If alive, would Paterno be joining Penn State officials now on trial?

Joe Paterno died months before Pennsylvania expanded its charges against ex-Penn State officials. (USATSI)
Joe Paterno died months before Pennsylvania expanded its charges against ex-Penn State officials. (USATSI)

Joe Paterno wasn't in the Dauphin County Courthouse this week in Harrisburg, Pa. He wasn't in Courtroom No. 1 this week, facing accusations of endangering the welfare of children. But would he have been?

We'll never know if the state of Pennsylvania was going to find the evidence -- or spine -- to go after the kindly old man conducting the grand experiment of no-frills football at Penn State, but I suspect so. Had Paterno lived long enough, he may have been watching through thick glasses as District Judge William Wenner wrapped up days of testimony by taking about one second, literally, to determine that there was enough evidence to send him and three of his former Penn State cronies -- president Graham Spanier, vice president Gary Schultz and athletic director Tim Curley -- to trial.

The arc of this case, and the indictments sought by the state, were heading in Paterno's direction.

When the first indictments were handed down in late 2011, the state was pursuing Jerry Sandusky on charges of molesting children -- and pursuing Schultz and Curley for perjury based on testimony years earlier about Sandusky. It wasn't until months after Paterno died in January 2012 that the state indicted Spanier as well, and expanded its charges to include endangering the welfare of children.

This week the prosecution said it was criminal inaction that made State College, Pa., a dangerous place for children, because three men knew about the pedophilic tendencies of Jerry Sandusky -- and those three men didn't do anything to stop him.

1. Graham Spanier.

2. Gary Schultz.

3. Tim Curley.

But there was a fourth man who was told about Sandusky, a fourth person who rose every morning, worked every day, went to bed every night -- for 10 years -- knowing there was a pedophile in his small town:

4. Joe Paterno.

Paterno deserves this moment. He deserves this shame. Imagine that scene outside the Dauphin County Courthouse. Paterno, walking slowly toward Courtroom No. 1. Stripped of all those victories by the NCAA. His job gone. Now this. Cruel? Not cruel. What happened to the children of State College was cruel. What might have happened to Joe Paterno this week?


Instead, we had the spectacle of Spanier, Schultz and Curley -- three blind, mute mice -- finally finding their voice this week and using it, via their attorneys, to savage the fifth Penn State employee in this story: Mike McQueary.

Graham Spanier will stand trial for his alleged role in the Jerry Sandusky scandal. (USATSI)
Graham Spanier will stand trial for his alleged role in the Jerry Sandusky scandal. (USATSI)

McQueary is the former Paterno assistant who said he saw Sandusky molesting a boy in a football building shower in 2001. Spanier, Schultz and Curley are laying the blame for Sandusky's final decade of freedom on McQueary, saying McQueary didn't tell them that what he saw in the shower was sexual.

"I believe Mike McQueary is making it up as he goes along," said Spanier's attorney, Elizabeth Ainslie, according to reporters in Harrisburg.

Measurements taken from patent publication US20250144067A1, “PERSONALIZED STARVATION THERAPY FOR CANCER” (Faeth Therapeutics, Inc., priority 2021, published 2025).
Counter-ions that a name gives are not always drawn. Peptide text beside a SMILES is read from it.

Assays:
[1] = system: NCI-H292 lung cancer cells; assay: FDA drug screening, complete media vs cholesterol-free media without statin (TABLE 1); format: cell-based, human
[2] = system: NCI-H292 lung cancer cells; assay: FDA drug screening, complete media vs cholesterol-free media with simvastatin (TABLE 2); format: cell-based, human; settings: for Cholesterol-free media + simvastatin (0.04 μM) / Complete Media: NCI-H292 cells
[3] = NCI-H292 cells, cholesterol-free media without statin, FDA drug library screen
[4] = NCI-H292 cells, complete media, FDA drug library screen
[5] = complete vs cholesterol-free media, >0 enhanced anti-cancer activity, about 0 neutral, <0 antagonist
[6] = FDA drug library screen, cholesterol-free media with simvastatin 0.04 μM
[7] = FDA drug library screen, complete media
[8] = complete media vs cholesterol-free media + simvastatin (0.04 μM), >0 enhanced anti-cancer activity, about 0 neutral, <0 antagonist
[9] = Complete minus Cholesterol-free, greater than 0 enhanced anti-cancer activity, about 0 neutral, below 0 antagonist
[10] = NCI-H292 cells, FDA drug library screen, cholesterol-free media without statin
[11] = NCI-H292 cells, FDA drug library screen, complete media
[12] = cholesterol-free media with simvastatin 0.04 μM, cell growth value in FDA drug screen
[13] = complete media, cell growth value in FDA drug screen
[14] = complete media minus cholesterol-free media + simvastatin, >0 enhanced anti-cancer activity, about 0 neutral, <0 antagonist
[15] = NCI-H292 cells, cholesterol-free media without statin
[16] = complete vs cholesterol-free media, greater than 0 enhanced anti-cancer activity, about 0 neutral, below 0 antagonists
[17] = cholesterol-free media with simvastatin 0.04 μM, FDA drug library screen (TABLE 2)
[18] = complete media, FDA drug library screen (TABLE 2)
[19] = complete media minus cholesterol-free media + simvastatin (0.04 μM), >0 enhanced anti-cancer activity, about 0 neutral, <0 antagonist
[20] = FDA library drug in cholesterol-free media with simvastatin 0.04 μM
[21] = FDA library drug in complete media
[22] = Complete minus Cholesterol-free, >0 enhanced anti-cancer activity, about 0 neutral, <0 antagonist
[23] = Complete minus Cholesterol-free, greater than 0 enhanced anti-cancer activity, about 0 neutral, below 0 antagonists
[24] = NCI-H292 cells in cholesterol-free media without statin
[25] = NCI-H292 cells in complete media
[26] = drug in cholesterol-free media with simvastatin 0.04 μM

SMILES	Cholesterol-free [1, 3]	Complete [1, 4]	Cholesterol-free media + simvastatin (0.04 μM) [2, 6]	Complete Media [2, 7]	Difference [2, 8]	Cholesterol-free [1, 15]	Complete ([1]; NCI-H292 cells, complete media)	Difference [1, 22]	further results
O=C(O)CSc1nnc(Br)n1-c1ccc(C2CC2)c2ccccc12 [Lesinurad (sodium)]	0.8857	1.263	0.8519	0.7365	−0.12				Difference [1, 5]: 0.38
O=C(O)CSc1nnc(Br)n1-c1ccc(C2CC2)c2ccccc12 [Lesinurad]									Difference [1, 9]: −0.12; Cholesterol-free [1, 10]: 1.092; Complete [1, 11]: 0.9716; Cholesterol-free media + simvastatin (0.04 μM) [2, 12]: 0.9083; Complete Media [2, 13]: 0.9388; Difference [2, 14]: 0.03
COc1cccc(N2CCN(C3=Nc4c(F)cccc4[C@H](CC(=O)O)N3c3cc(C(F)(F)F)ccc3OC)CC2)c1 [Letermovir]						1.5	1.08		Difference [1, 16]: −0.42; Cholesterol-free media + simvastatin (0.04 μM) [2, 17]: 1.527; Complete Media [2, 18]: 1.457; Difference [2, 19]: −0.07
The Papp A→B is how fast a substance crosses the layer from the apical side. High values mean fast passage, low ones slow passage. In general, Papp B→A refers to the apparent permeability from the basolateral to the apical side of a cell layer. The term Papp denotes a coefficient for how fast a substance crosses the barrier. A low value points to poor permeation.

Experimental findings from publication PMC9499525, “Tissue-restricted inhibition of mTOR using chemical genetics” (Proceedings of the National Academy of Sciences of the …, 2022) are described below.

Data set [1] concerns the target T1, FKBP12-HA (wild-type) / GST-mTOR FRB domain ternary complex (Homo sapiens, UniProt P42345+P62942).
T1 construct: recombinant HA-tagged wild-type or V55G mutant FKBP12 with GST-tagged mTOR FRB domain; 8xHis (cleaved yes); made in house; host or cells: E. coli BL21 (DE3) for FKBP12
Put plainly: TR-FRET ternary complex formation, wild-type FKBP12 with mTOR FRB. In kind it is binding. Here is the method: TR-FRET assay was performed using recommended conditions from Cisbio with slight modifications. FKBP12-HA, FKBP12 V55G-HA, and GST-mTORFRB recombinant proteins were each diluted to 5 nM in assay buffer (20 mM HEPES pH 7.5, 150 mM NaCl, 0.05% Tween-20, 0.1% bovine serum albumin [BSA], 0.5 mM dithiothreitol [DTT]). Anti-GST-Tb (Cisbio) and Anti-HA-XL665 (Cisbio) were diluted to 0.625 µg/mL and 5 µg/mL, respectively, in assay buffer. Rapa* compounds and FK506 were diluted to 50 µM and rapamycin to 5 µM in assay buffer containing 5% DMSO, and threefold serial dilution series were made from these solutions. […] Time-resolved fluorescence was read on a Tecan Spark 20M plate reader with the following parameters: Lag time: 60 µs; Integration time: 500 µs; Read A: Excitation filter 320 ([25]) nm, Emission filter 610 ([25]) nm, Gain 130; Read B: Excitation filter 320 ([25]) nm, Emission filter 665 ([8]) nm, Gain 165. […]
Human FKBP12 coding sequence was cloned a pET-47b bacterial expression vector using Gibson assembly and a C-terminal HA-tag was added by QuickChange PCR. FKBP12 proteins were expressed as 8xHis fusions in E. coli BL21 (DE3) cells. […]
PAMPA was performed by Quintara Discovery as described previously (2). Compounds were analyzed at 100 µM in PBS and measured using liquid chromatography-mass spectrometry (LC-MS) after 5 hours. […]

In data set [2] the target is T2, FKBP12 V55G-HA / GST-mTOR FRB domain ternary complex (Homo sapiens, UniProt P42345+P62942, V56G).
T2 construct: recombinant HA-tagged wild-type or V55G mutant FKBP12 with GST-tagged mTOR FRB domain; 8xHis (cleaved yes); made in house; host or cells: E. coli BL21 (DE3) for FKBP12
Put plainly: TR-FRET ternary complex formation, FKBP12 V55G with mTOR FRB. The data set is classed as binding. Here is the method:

Said Curley's attorney, Caroline Roberto: "We heard really nothing out of the ordinary from McQueary when he took the witness stand. Except we did hear some embellishment like we always do."

It's sound strategy. McQueary is eminently dislikable in this whole story, starting with the way he saw whatever he saw in that shower and then left -- leaving Sandusky and the boy naked and alone. A grown man at the time of 26, McQueary's first phone call was to his daddy for advice. Not until the next day did he talk to Joe Paterno, and not for another week did McQueary report what he saw to anyone else, and then only after Curley summoned him for a meeting.

So like I said, McQueary is the obvious target for Spanier, Schultz and Curley. He's dislikable, he's spineless, and he's alone. It's McQueary's word against everyone else's word -- and by scapegoating McQueary, the trio of Spanier, Schultz and Curley are absolving Paterno.

The inference is that McQueary didn't make it clear to anyone -- not to them, and surely not to Paterno -- about what he saw in that shower. Had McQueary been more clear, then of course his superiors would have stopped Sandusky.

So understand something: If Spanier, Schultz and Curley are cleared of these charges, Paterno will be cleared as well. His immoral apologists, those unthinking automatons, will claim victory. This battleground is littered with broken children, but the Joe-Bots don't see the kids. They are hero-worshipers who see their hero under attack.

The state sees three men -- Spanier, Schultz and Curley -- who endangered the welfare of children. There was a fourth man, though, whose inaction endangered the kids in his community. Jerry Sandusky is free? For 10 years after Mike McQueary saw something in the shower involving a naked man and a naked boy, something so disturbing that he showed up at Paterno's house on a Saturday morning with his daddy to discuss it?

Not Joe's problem. For 10 years. Not. His. Problem.

That's why Paterno should have -- and I believe would have -- been at Dauphin County Courthouse this week. He'd already lost his job and his place as the winningest coach in college football history, but he had more to lose. Nobody can touch him now.

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